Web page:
In a still further preferred embodiment according to the present invention, there is provided a method of manufacturing turbines for use at different power outputs comprising the steps of selecting a desired power output for a first turbine having first, intermediate and final stages, each stage having partitions and buckets, establishing the geometry for the partitions and buckets of each stage for the first turbine, selecting a desired power output for a second turbine having first, intermediate and final stages, each stage of the second turbine having partitions and buckets and the selected power outputs being unobtainable by geometric scaling of the first and second turbines according to speed, establishing the geometry for the partitions and buckets of each stage for the second turbine including providing an intermediate stage of the second turbine with a geometry identical to the geometry of an intermediate stage of the first turbine.
In a still further preferred embodiment according to the present invention, there is provided a method of manufacturing first and second turbines having substantially identical firing temperatures and pressure ratios for use with gas flows having substantially identical properties wherein each turbine has first, intermediate and final stages with each stage including partitions and buckets, comprising the steps of forming a pair of first stages for installation in the first and second turbines, respectively, wherein the first stages have geometries different from one another, forming a pair of last stages for installation in the first and second turbines, respectively, wherein the last stages have geometries different from one another, forming a pair of intermediate stages having geometric characteristics identical to one another for installation in the first and second turbines, respectively, and installing the stages in the first and second turbines, respectively.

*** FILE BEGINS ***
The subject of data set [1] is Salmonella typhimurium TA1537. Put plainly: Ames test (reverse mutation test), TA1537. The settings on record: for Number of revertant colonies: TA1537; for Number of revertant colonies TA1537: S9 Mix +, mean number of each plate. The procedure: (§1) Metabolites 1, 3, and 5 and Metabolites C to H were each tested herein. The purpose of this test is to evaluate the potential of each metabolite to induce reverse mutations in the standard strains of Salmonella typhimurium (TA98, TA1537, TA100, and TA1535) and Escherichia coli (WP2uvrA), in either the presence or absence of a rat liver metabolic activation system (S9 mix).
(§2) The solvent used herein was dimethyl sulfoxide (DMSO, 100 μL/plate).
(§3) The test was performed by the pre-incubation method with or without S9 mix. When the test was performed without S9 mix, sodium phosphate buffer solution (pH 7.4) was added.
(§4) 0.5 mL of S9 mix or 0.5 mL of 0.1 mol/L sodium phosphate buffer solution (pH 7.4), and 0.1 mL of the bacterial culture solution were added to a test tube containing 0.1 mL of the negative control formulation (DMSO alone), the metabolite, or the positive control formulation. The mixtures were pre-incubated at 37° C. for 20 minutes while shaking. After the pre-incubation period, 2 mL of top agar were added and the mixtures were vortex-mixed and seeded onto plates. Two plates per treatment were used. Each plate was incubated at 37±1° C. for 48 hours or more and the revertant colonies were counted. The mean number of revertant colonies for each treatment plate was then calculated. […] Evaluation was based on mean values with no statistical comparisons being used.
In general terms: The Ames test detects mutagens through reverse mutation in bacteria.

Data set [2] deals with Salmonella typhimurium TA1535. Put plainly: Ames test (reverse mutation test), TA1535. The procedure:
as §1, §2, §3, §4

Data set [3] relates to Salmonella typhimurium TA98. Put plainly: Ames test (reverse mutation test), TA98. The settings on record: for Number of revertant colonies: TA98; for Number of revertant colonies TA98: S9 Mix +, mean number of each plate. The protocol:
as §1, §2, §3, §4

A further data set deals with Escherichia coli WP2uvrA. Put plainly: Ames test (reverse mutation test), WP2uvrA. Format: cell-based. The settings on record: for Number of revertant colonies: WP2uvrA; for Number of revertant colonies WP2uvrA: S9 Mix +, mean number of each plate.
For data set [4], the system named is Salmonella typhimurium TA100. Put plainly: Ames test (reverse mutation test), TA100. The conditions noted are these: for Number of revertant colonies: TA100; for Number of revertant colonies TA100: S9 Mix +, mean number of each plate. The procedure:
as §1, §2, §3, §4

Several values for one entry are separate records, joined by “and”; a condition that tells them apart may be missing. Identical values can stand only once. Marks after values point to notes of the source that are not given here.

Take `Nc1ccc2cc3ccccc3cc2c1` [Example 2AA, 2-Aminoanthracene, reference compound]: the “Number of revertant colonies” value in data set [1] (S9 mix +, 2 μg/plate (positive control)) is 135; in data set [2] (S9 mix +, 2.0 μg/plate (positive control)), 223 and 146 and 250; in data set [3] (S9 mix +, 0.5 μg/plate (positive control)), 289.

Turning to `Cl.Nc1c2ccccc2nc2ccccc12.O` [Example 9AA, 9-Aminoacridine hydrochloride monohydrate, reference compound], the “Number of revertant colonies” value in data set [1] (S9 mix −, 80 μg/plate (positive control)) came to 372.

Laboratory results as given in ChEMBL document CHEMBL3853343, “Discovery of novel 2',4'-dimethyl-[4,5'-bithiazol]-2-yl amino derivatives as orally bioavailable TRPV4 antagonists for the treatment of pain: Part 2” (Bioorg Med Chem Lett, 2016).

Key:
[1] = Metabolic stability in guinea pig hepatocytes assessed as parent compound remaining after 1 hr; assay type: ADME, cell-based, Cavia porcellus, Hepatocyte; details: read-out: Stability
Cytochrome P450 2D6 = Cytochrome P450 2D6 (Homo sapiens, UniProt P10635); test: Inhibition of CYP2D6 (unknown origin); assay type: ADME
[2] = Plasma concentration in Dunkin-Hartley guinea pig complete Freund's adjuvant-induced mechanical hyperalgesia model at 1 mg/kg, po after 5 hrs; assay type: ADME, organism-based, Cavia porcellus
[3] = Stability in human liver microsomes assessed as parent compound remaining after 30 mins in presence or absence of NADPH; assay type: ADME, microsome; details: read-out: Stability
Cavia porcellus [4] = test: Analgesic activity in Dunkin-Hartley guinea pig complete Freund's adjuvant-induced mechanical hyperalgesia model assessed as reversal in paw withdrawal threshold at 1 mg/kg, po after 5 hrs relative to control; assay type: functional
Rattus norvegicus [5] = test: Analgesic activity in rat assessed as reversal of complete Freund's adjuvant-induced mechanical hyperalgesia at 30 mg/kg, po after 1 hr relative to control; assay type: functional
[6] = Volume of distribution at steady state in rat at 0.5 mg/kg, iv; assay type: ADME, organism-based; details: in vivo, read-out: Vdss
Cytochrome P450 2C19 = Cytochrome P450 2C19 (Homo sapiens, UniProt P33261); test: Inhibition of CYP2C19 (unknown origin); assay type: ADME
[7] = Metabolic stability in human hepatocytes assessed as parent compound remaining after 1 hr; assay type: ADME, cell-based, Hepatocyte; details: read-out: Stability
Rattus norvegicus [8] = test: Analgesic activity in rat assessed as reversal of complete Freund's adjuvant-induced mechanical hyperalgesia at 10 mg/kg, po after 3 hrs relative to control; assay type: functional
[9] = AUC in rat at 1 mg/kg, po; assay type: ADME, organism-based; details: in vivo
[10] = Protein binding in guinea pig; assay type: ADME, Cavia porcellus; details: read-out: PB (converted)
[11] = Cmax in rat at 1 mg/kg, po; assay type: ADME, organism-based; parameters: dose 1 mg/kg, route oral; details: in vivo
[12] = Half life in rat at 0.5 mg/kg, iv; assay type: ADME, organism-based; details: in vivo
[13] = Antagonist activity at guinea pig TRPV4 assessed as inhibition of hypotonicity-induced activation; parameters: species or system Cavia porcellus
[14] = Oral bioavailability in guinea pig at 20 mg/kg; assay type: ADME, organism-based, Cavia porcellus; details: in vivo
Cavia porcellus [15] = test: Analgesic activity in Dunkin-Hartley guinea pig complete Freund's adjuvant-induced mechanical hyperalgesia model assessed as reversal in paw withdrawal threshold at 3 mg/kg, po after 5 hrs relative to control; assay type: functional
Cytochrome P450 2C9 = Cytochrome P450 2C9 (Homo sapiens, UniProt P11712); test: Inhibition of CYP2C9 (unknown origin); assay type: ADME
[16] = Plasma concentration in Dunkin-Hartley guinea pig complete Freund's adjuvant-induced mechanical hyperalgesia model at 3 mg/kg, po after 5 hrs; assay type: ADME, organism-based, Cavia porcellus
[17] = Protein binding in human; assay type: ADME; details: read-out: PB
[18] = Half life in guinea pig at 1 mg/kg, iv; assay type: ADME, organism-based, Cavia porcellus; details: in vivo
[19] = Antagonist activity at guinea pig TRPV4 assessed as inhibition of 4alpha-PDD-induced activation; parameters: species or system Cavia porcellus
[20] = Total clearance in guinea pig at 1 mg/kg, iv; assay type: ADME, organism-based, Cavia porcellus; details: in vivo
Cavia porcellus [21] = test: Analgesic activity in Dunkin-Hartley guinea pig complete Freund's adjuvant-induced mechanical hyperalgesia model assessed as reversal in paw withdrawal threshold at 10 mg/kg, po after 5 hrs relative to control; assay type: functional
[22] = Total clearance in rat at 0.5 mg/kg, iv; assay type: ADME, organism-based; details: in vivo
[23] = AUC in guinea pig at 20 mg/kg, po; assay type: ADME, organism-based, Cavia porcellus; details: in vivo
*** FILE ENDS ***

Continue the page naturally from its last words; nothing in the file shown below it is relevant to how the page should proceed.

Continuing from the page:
Accordingly, it is a primary object of the present invention to provide turbines and methods of constructing turbines wherein non-geometrically scaled turbines have different power outputs at different frequencies with substantial significant commonality of hardware as between the turbines and negligible impact on turbine performance.
FIG. 1 is a schematic illustration of a gas turbine according to the present invention;
FIG. 2 is a schematic diagram of a combined cycle system employing the gas turbine and heat recovery steam generator for greater efficiency;